Promoting gift vouchers through social media channels and newsletters is an effective way to make your clients aware that these are on offer, but timing them is equally important. “Most people get paid on the last day of the month or on the 15th, and research has found that 64% of people spend the bulk of their discretionary income within five days after pay day,” explains McKeon.
You should also send invoices separately from the vouchers. “Some online customers will send your products or voucher directly to their recipients,” she says. “Make sure you don’t mail any product brochures or invoices that list prices, ruining the gift experience for the person. Instead, email the invoice directly to the purchaser.”
You can also add incentives to encourage your clients to purchase gift cards. “Give the giver a small gift, such as a free product, a coupon for a future service they can use for themselves, or a salon voucher with a smaller amount loaded onto it. Incentives to buy a voucher can not only boost salon retail sales but can encourage more clients to turn to you instead of a competitor,” says McKeon.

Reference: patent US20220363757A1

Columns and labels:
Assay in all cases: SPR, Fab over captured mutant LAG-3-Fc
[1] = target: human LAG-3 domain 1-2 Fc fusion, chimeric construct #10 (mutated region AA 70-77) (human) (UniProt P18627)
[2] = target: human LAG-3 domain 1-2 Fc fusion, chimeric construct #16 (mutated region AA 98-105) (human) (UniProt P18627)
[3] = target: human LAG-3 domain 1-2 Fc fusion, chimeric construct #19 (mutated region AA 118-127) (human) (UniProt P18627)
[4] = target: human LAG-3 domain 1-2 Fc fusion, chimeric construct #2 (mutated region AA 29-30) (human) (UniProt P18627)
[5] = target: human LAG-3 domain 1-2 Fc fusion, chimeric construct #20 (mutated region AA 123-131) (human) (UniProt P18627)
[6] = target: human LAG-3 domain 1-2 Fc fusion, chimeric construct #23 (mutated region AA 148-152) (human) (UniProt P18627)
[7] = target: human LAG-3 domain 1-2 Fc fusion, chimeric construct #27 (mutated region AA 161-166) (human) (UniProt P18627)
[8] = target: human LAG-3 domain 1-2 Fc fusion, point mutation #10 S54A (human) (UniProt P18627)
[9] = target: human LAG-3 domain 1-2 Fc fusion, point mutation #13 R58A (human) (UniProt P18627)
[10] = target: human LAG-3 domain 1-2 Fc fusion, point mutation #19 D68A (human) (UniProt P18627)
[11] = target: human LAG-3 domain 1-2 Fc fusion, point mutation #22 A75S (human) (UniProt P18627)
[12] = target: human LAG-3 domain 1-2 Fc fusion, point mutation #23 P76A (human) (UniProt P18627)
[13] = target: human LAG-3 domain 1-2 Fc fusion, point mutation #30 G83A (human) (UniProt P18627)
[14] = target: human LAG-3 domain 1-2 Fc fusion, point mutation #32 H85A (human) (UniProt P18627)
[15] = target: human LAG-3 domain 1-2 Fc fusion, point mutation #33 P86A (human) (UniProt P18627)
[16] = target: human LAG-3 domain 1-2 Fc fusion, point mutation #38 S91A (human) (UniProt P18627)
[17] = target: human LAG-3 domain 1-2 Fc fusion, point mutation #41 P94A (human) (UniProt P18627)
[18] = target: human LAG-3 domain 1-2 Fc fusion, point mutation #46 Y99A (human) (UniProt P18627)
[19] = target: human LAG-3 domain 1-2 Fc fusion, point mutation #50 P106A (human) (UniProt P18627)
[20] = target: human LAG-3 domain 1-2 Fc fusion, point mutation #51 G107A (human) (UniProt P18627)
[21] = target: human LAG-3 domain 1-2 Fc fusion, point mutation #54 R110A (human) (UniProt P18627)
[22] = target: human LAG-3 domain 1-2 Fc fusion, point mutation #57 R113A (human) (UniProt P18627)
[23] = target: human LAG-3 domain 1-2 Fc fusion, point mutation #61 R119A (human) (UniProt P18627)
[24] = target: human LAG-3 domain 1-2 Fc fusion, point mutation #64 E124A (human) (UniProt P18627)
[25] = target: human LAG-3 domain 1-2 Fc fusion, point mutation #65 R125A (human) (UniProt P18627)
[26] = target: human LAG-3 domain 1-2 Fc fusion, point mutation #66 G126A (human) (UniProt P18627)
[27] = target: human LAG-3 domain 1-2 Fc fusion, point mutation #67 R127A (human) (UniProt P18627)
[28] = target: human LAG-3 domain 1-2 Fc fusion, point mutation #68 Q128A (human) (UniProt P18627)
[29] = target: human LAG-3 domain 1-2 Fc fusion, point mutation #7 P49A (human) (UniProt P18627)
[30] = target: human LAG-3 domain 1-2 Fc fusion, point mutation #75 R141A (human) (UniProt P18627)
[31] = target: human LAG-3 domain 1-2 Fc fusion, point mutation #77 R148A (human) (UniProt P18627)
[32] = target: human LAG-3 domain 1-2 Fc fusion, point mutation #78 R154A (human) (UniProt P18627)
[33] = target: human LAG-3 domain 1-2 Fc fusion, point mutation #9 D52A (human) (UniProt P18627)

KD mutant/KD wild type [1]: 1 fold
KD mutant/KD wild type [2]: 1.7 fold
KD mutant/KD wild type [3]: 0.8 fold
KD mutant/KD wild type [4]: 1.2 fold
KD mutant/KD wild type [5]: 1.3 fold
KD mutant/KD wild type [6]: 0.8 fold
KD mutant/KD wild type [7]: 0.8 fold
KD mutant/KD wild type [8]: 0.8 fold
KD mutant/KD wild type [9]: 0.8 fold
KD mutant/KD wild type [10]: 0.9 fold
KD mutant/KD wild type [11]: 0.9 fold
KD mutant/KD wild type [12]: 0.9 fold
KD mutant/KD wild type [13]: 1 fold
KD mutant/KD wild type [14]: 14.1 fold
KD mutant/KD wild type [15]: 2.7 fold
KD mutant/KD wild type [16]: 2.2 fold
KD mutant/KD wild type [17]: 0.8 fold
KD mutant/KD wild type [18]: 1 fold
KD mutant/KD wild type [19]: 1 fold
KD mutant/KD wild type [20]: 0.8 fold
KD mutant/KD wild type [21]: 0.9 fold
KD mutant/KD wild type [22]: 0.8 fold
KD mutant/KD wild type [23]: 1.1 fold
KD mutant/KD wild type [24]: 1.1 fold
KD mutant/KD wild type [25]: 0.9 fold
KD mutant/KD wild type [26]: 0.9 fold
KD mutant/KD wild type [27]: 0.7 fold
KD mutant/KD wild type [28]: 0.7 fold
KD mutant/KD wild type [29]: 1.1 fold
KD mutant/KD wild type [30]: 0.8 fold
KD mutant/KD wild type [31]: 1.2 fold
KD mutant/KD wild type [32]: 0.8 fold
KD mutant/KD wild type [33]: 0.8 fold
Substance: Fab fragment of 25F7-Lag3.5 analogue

4 Christmas gifting
The Christmas season is an ideal time of the year to generate profit for your beauty salon or spa, so consider devising some Christmas campaigns to drum up business.
“Look at setting up a campaign that involves an advent calendar or a ‘12 days of Christmas’ incentive where you offer a giveaway – whether that’s a product that you’re promoting, or a complimentary service in the new year,“ says Kate Woods, who runs Kor Digital, a specialist digital marketing company. She also recommends hosting a virtual event for your clients to showcase demos and the products or gift sets that you have on offer to boost your retail sales.
“Now is also the time to implement payment installment methods on your website”, adds Woods. These can help clients spread the cost of purchases. “Services such as Klarna or Pay Later are great for your high-value services,” she says, helping to ease the financial stress on your clients.